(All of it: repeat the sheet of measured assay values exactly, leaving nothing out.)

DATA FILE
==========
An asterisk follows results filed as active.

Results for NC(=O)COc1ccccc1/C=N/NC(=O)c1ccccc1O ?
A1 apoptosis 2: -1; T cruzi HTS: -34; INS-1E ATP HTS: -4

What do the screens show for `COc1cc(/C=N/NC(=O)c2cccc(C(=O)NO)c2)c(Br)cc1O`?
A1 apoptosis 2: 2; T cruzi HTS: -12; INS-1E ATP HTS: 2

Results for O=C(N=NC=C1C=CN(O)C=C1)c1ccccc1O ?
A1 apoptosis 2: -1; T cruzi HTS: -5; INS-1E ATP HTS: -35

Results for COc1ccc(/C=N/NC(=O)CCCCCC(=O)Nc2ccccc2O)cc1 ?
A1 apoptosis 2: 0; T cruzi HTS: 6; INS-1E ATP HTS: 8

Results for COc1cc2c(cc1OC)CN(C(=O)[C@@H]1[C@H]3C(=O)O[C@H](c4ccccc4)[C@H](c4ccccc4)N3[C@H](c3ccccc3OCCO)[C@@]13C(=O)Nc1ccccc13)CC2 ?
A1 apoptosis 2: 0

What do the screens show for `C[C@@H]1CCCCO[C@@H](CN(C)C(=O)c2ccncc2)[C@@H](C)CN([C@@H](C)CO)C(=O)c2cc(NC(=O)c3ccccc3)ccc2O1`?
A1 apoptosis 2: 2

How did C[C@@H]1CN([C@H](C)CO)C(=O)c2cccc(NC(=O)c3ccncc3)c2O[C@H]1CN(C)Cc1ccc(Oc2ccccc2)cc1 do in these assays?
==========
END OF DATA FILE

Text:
An asterisk follows results filed as active.

Results for NC(=O)COc1ccccc1/C=N/NC(=O)c1ccccc1O ?
A1 apoptosis 2: -1; T cruzi HTS: -34; INS-1E ATP HTS: -4

What do the screens show for `COc1cc(/C=N/NC(=O)c2cccc(C(=O)NO)c2)c(Br)cc1O`?
A1 apoptosis 2: 2; T cruzi HTS: -12; INS-1E ATP HTS: 2

Results for O=C(N=NC=C1C=CN(O)C=C1)c1ccccc1O ?
A1 apoptosis 2: -1; T cruzi HTS: -5; INS-1E ATP HTS: -35

Results for COc1ccc(/C=N/NC(=O)CCCCCC(=O)Nc2ccccc2O)cc1 ?
A1 apoptosis 2: 0; T cruzi HTS: 6; INS-1E ATP HTS: 8

Results for COc1cc2c(cc1OC)CN(C(=O)[C@@H]1[C@H]3C(=O)O[C@H](c4ccccc4)[C@H](c4ccccc4)N3[C@H](c3ccccc3OCCO)[C@@]13C(=O)Nc1ccccc13)CC2 ?
A1 apoptosis 2: 0

What do the screens show for `C[C@@H]1CCCCO[C@@H](CN(C)C(=O)c2ccncc2)[C@@H](C)CN([C@@H](C)CO)C(=O)c2cc(NC(=O)c3ccccc3)ccc2O1`?
A1 apoptosis 2: 2

How did C[C@@H]1CN([C@H](C)CO)C(=O)c2cccc(NC(=O)c3ccncc3)c2O[C@H]1CN(C)Cc1ccc(Oc2ccccc2)cc1 do in these assays?